Ballroom Adventure, Part I

My Russian ballroom adventure has begun!

Through a connection with my Standard coach in the U.S., I’ve gotten in touch with Andrey Bushik, who is a Latin Blackpool finalist and president of the Saint Petersburg Dance Union. And I am very grateful for that connection! Andrey has been so nice and helpful in taking on this helpless American and helping her get her bearings.

He organized a competition here in the city this weekend, which I went to watch. While the event was small, I felt right at home. Even in a completely different country, some things don’t change! There was the Andrey-led chant of “CHA CHA CHA…CHA CHA CHA…” before the competition started, to get everyone in the spirit (and on-beat), the judges with great shoes, and about as much Russian as you hear at a ballroom competition in the States.

(I wasn’t able to take very good, or very many, pictures, because my camera chose this very convenient time to die.)

It was quite amusing to hear almost equally little kids yelling at this adorable couple from the sidelines during their Latin rounds, “Raz, dva, tri, chetirye! Raz, dva, tri, chetirye!”– the  Russian version of “1, 2, 3, 4…1, 2, 3, 4…”— to try to get them on the music! That rumba timing is darn tricky.

You have to admire these little ones. Probably five years old and they take to the dance floor, alone, to dance eight different dances, with impressive coordination, poise, and (mostly) on time. I was cracking up watching this boy during their jive…I thought he would break his feet, he was kicking with such fervor. That kind of determination is what it takes, though. I’m sure they’ll be amazing in just a few year’s time.

Look at that frame!

It was great to be back in Ballroom Land. I realized just how much I miss dancing (and competing). I need to find my way back onto that beautiful parquet floor!

I have gotten to strap on my dancing shoes, though! Tonight I had my first set of lessons here! Andrey and I worked on rumba, cha cha, and the beginnings of samba. As with any new coach, these first lessons were mostly going over basics with Andrey’s approach and specific focuses, with a lot of focus on connection and foot placement, which is apparently Andrey’s “thing” (every judge/coach has one…). It was a relief just to dance and to have things to work on and think about. Taking notes on the metro after…also a familiar feeling.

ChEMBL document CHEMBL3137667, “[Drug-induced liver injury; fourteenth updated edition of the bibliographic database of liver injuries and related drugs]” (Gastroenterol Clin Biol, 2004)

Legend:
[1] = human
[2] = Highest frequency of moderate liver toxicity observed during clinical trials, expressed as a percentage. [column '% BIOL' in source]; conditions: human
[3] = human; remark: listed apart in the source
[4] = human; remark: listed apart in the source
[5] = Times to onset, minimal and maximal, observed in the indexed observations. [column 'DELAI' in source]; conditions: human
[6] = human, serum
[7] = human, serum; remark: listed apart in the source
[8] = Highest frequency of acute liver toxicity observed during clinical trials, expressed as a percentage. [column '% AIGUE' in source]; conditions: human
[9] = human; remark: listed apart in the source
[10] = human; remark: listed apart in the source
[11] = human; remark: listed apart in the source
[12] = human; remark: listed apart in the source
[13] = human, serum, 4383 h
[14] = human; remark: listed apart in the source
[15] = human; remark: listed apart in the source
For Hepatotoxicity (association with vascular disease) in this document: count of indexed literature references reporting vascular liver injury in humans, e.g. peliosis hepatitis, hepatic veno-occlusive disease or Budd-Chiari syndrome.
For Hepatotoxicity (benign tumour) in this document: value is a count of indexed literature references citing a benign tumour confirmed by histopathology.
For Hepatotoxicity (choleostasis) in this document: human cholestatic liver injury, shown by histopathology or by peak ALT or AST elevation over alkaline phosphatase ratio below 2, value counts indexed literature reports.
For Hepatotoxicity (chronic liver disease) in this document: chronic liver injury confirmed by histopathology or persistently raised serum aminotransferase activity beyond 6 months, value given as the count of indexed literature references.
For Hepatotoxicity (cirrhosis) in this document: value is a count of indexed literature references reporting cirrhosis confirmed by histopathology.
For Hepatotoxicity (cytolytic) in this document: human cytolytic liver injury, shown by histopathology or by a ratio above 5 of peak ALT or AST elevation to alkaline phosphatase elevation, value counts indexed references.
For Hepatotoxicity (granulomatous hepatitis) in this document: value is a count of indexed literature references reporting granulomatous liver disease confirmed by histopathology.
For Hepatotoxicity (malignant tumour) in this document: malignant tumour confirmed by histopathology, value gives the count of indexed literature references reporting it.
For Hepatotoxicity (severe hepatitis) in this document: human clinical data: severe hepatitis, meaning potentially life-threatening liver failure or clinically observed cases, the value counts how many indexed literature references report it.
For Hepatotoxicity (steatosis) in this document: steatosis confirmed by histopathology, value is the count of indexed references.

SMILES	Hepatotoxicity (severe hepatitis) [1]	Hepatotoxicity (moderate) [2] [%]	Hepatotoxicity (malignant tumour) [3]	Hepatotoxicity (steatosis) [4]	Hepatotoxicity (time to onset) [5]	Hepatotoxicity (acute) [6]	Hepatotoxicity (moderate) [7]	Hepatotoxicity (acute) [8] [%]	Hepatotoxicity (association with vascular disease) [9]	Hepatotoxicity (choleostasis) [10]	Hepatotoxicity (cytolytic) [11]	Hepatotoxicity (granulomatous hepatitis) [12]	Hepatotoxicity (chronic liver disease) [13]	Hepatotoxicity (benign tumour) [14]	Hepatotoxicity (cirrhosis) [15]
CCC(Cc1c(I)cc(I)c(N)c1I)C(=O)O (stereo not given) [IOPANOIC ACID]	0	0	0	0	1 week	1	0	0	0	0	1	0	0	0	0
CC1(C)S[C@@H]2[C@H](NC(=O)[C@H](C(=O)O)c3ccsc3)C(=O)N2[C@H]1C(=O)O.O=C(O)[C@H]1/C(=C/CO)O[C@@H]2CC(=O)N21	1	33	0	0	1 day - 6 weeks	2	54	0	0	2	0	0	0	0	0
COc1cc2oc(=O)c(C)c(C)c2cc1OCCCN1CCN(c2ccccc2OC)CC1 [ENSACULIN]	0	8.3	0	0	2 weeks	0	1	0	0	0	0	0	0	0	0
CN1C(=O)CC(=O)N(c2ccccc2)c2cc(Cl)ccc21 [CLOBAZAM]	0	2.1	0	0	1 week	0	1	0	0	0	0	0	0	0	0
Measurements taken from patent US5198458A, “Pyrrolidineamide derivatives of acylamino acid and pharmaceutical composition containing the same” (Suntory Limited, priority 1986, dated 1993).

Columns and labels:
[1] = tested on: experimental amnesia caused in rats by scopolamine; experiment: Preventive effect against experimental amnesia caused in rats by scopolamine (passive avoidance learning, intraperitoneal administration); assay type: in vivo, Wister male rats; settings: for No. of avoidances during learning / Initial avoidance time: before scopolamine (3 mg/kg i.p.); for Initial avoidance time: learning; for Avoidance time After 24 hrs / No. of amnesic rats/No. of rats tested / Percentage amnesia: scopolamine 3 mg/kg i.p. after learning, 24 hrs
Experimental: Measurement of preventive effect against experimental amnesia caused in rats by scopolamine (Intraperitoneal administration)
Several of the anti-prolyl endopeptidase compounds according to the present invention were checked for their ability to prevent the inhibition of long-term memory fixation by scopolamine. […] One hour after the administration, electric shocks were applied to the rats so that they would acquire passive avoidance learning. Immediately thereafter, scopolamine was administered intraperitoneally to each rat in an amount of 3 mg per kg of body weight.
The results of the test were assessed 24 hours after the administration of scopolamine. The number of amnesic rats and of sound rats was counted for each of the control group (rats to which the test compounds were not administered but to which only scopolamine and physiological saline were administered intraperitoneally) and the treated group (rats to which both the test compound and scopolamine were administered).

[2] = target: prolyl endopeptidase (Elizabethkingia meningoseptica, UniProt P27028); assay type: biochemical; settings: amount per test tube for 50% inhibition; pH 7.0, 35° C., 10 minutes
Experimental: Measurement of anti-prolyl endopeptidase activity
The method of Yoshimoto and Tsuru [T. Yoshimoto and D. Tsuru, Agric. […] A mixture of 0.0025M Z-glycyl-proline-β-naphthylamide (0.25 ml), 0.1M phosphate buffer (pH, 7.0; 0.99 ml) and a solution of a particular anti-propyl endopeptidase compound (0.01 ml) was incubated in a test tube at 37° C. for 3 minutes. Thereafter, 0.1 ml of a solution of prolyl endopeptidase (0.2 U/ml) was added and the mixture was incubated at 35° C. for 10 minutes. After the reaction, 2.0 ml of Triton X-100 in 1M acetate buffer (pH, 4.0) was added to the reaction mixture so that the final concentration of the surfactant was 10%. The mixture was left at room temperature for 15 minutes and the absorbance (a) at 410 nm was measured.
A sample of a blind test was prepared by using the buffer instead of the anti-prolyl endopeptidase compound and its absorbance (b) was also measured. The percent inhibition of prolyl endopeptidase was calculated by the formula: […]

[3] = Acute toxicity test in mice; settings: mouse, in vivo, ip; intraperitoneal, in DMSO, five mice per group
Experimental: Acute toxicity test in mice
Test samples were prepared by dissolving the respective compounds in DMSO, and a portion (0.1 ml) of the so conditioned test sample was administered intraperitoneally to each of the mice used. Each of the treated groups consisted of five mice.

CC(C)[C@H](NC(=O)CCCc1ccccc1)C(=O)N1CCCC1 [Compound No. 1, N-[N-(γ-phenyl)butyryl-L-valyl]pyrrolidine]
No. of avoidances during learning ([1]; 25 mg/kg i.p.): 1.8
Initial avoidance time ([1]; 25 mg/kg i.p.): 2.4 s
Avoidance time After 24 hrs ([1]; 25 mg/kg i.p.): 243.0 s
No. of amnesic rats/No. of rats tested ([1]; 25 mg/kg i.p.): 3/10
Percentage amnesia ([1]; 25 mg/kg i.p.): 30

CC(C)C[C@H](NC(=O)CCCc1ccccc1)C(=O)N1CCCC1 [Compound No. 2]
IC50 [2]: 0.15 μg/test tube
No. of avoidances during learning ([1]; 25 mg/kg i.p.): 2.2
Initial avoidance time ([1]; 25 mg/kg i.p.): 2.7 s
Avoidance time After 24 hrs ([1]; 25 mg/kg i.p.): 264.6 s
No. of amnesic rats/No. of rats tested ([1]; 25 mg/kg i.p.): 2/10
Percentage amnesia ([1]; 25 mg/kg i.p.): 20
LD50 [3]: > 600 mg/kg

So far, no luck on the partner search. I had one try-out here, which went ok, but wasn’t  really a good match. Basically the situation as Andrey explain it is, most adult dancers here who would be willing to do 10-dance (Latin and Standard) are either better than me, or have a lot of money and dance socially at “luxury schools.”
This is the post that I have up on a partner search site. So far, no one likes me.  I’m going to work on putting up more on different sites. It’s kind of like online dating, except you get judged harder.

So for now, the plan is to find a convenient place to practice after work, continue taking as many solo lessons as I can afford, and keep up the search for a partner. That’s about all I can do!

As my very wise and wonderful coach Lydia told me before I came here, the important thing is to find a coach that you connect with–not necessarily a big name– and get into the dance community. And there certainly is a wide and enthusiastic dance community here in St. Petersburg. So now I need to find my way into it!


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